I stood ready to heave the goat into the pit when I suddenly realized that when Katep had left, he’d snapped the thread between us—the thread that I thought could never be broken.
Thebes is the color of chalk—a mixture of sand swirling up from the desert and dust billowing down from the ancient limestone mountains. It sifts down over the city like fine bread flour. And this morning hordes of people with handcarts and donkeys pushing their way through the narrow streets were kicking up even more dust than usual.
I felt a shiver of excitement. This was going to be the best market ever. Traders were coming from faroff Syria with exotic oils, woven cloths, spices, and nuggets of precious stone as large as duck eggs.
It didn’t help that there was no ferryman waiting on the west bank of the Great River. The crowd was restless. Children squalled and mothers scolded. I pulled the rough cloak around my head and hoped no one would recognize me.
When a boat finally came, the crush was so great that an old woman fell from the quayside and disappeared under the water.
“She’s not coming up! Quickly, do something!”
“Perhaps a crocodile’s got her!”
“Oi! You! If a crocodile’s got her, you won’t be coming back either,” someone shouted as a boy teetered on the edge of the ferry, ready to jump in after her.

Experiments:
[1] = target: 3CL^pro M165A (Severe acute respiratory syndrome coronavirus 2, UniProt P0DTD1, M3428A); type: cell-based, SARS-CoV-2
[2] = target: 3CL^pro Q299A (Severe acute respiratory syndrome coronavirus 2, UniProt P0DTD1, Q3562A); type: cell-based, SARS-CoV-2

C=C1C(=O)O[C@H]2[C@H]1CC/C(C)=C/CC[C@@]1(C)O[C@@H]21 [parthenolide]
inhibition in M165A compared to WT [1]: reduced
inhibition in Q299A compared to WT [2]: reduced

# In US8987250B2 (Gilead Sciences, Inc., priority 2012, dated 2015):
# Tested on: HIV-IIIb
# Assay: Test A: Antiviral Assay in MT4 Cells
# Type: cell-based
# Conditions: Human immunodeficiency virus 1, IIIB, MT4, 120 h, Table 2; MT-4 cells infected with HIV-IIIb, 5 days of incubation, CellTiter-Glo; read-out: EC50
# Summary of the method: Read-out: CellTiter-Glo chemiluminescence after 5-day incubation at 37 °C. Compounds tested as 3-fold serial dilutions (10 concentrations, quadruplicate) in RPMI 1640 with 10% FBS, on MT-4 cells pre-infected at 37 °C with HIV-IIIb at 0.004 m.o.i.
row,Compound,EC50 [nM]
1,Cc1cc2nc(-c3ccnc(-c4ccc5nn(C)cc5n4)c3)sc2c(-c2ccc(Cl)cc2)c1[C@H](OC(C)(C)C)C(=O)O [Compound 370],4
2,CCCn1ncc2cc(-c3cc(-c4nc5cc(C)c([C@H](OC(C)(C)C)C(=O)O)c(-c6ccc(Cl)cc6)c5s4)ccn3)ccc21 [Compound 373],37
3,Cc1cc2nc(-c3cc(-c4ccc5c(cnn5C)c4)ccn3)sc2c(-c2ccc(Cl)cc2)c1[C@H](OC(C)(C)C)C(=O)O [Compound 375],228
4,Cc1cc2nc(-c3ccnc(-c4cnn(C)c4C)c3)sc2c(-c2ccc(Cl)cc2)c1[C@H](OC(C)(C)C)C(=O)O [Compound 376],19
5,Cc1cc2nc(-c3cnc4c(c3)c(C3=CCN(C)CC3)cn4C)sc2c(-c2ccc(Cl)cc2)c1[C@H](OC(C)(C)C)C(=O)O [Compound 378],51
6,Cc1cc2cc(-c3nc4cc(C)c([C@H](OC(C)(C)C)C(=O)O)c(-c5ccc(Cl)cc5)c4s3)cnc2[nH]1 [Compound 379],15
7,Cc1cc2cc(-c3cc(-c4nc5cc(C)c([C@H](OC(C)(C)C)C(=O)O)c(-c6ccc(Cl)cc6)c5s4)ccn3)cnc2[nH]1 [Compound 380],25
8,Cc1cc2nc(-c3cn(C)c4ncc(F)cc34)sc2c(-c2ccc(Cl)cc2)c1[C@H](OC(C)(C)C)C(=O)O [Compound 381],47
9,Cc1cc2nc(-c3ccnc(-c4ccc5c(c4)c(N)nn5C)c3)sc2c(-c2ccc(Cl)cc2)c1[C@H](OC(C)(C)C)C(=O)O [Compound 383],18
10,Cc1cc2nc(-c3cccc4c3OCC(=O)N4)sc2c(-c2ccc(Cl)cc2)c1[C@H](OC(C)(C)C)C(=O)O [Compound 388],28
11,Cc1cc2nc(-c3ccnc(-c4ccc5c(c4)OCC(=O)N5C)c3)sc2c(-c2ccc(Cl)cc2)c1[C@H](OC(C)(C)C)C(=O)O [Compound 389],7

He dived all the same and came up dragging the woman. They were hauled back onto the ferry. People laughed and teased as they picked off strands of water-weed from the old woman’s hair and tunic.
All this took time. Eventually on the east bank, I was carried along by a surge of people like a bit of debris swept down by the flood. Men, women, large and small, old and young, all mingled with loud shrieks and yelps as carts were overturned, a child fell, and a dog was trodden underfoot. In the midst of this some geese escaped their cages and were honking and hissing and snapping at passing feet.
A pestilence of flies! My tunic hem was dragging in the dirt, and through some fresh donkey droppings as well.
There was a loud curse behind me. “Oi! Mind where you’re going, stupid girl!”
I had barely time to save myself from falling under the wheels of a handcart piled high with onions and leeks, when someone held out a hand to steady me.
“Watch out! They’ll flatten you as quickly as oxen trampling through barley,” he shouted over the noise of the geese. “Come to the side of the road. You’re limping.”
I glanced at the boy as he examined my foot. He looked familiar.
“Your sandals are ridiculous with those upturned tips! No wonder you tripped! You need strong leather sandals on market day!” He pressed around my ankle.